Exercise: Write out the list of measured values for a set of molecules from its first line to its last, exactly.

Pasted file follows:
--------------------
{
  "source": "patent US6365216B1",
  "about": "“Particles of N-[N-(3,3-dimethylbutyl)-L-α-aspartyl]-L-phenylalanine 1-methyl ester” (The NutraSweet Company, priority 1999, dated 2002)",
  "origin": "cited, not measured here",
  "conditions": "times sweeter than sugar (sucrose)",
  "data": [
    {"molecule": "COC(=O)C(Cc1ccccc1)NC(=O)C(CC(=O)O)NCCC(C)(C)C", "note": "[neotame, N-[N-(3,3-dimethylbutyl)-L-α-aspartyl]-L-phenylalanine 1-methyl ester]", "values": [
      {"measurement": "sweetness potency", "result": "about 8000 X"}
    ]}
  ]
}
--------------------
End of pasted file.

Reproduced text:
{
  "source": "patent US6365216B1",
  "about": "“Particles of N-[N-(3,3-dimethylbutyl)-L-α-aspartyl]-L-phenylalanine 1-methyl ester” (The NutraSweet Company, priority 1999, dated 2002)",
  "origin": "cited, not measured here",
  "conditions": "times sweeter than sugar (sucrose)",
  "data": [
    {"molecule": "COC(=O)C(Cc1ccccc1)NC(=O)C(CC(=O)O)NCCC(C)(C)C", "note": "[neotame, N-[N-(3,3-dimethylbutyl)-L-α-aspartyl]-L-phenylalanine 1-methyl ester]", "values": [
      {"measurement": "sweetness potency", "result": "about 8000 X"}
    ]}
  ]
}